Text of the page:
That's why I am so found of my 100 LED "showerhead" flashlight. The four inch diameter head is broad enough for the LEDs to cast a very eery (but easy to see with) light that doesn't have the harsh shadows of other flashlights with much smaller light sources. Plus the bluish tint really counteracts the aging yellow eyeball problem. They aren't well-made, unfortunately, and many have failed. But they are so well-suited to the task I just keep buying replacements. Harbor Freight sells one that came sealed tight (not a return) with 3 of the 100 LEDs already DOA. I could live with that if the LEDs were bluish, not yellowish and if the battery compartment contacts didn't fall out after the first use.

That's a heart-warming thought. Last month I saw a small paper hornet's nest on the side of the house. By the time I got to it last night it was the size of a human head. I got to use the yellow Tyvek jumpsuit, face mask and respirator I bought as a Halloween costume (Walter White of Breaking Bad).

I forget what sort of bulbs he was using but I do recall they soaked up the heat all day long and that he had to use fairly well-sealed (meaning poorly ventilated) units to keep the scorpions and other vermin out. I think it eventually turned out that all the bulbs he bought were from a defective batch. The early adopters get the arrows in the back, just like the Old West pioneers.
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On 8/24/2015 3:22 PM, Robert Green wrote:

Damn dog... drooling all over the place! And who the hell hung that **BELL** on his collar???

Until you do, we can, at least, *pretend* all is well!
[I wonder if even *listening* for a tell-tale purr is considered risky?]

I think the replacements make the most sense when you have things like "in-ceiling fixtures" as are common in businesses. For a "shop light hanging on chains", I think you have more options.

I am not fond of HF products. I might buy an *anvil* from them (i.e., just a block of steel!) but the more "involved" the tools get, the less confidence I have in their offerings.
[I used to work for a major US hand-tool manufacturer so I see lots of "issues" in their products that never would have made it through our "quality" screening]
That said, I have several of their disposable DMM's lying around the house. They're small and a lot easier to use than my bulky 6.5 digit DMM :-/

If it was otherwise reliable, you could try (?) replacing the LEDs. IMO, the toughest part of a product is the packaging.

ROTFL! Yeah, critters don't stop working just because you've turned your interest elsewhere!
I cut down a tree some years back. I was slow getting the last of the "cut logs" out of the back yard. When I got around to it, termites had eaten the underside of the log out!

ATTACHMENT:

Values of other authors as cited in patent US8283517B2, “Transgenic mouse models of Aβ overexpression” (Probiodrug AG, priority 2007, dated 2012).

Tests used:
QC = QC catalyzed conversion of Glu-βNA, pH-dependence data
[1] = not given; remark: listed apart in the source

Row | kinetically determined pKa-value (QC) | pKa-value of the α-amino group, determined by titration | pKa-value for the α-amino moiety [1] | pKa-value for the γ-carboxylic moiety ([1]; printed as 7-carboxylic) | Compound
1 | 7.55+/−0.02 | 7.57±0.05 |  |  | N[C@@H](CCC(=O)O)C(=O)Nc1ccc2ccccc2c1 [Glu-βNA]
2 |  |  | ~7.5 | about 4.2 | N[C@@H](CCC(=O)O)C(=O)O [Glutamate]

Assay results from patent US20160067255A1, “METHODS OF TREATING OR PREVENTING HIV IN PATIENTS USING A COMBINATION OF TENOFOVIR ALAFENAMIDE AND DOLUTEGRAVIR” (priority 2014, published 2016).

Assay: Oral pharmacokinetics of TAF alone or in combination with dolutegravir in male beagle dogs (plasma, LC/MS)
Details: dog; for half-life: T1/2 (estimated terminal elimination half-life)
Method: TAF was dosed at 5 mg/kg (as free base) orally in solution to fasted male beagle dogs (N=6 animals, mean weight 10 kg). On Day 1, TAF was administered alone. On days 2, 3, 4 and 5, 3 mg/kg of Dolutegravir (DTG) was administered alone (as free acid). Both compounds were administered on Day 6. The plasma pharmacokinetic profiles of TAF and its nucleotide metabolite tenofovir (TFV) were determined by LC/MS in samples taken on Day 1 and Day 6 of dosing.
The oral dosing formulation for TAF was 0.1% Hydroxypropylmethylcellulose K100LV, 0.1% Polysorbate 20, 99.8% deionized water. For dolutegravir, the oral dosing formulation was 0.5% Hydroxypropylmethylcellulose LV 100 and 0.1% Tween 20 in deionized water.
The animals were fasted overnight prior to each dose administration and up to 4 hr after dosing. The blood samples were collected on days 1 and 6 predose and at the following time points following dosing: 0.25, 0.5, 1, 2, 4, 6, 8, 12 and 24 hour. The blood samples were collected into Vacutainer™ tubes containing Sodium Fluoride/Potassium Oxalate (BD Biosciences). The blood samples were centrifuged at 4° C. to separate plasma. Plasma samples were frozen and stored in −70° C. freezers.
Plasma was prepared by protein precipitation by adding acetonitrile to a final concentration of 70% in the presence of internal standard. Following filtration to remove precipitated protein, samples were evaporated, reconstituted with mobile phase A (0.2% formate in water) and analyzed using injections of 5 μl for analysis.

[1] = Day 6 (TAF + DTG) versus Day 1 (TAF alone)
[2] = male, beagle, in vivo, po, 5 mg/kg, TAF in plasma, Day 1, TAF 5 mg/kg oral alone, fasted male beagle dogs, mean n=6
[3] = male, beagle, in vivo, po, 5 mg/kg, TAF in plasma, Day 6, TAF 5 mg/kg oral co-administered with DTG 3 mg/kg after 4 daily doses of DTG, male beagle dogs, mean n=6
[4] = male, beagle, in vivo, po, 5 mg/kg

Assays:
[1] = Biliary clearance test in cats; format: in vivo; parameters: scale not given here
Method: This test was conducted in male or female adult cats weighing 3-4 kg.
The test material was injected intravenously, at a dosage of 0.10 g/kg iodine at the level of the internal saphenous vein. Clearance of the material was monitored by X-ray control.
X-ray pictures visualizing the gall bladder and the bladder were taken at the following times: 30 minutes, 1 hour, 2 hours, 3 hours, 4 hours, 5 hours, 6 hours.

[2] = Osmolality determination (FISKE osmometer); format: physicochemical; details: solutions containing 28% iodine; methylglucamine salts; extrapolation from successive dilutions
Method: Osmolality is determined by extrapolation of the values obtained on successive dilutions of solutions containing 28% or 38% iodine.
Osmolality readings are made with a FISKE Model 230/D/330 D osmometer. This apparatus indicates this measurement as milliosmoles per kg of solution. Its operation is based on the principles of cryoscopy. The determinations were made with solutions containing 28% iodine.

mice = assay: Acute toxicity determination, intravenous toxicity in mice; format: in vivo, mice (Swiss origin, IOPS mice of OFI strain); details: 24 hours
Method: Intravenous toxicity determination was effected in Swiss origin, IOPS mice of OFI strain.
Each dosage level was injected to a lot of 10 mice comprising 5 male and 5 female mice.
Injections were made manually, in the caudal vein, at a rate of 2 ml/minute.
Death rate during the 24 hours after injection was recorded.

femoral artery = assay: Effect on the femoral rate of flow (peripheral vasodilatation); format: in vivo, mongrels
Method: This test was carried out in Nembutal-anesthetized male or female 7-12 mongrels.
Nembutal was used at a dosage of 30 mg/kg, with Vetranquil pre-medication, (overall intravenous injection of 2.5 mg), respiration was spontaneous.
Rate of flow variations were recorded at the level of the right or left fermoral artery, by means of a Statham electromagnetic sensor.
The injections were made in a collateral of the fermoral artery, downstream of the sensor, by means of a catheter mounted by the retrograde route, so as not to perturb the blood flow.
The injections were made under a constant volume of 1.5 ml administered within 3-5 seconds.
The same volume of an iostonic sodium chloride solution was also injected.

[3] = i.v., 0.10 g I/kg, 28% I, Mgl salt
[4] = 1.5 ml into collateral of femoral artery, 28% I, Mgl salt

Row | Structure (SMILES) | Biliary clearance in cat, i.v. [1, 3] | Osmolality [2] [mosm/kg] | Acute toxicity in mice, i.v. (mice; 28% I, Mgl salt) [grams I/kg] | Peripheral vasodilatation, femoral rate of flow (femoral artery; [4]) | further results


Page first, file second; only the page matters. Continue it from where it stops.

Why keep the critters out? Were they interfering with the light distribution or cosmetics? If they only represent a problem when he has to *open* the enclosure, just do so with gloves on, etc.
Our fixtures are essentially open at the bottom. So, something *could* crawl inside. But, unless they crawled on top of the bulb, we'd never be able to detect that without disassembling the fixture.
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[snip]
Photos of a Costco twin-pack of Feit brand four foot LED tubes that somehow or other are drop-in replacements for fluorescents and work through the ballasts. As I said elsewhere, my head hurts trying to visualize the wave forms...
http://www.dburstein.com/images/0-fluorescent-led-102.jpg
and
http://www.dburstein.com/images/0-fluorescent-led-104.jpg
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On 8/24/2015 6:22 PM, danny burstein wrote:

Dunno. They could transformer couple to get down to a better working voltage. *Or*, just rectify and chop *that* (buck regulator) to feed the LEDs.
I'd be interested to know how efficient the system is -- watts in vs. watts delivered to the LEDs. I suspect there are still some issues (I know there have been some recalled products from "dangerous overheating" -- which suggests too much lost in heat in the process!)
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Lie this one?
http://www.cpsc.gov/en/Recalls/2015/Cree-Recalls-LED-Lamps/
- they claim to have sold 700,000 of them. My mind boggles.
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On 8/24/2015 7:02 PM, danny burstein wrote:

Could well be. I forget the name of the vendor. I just remember the overheating. One has to wonder just how hot they got... *or*, if the plastic just has a low melting point.
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writes:

Now you have me worried. I was just about to hit the local Home Depot but burned up lamps do not have a high Spouse Approval Factor. We've had several of the older CFL self-immolate and though nothing caught fire, the house stank of burning plastic for days.
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On 8/25/2015 8:48 AM, Robert Green wrote:

That's why it's important to know the internal circuit topology.
Most consumer kit is frighteningly marginally designed. Micropennies become significant! So, often things are designed on the bleeding edge in terms of performance (er, "safety").
I've encountered LCD monitors from (what you would *think* were) respectable manufacturers (HP?) that were actually *fire* hazards! (with this eventually publicly acknowledged). Imagine the monitor on which you are reading this "suddenly" catching fire! :-(
"Honey, the computer's on fire!"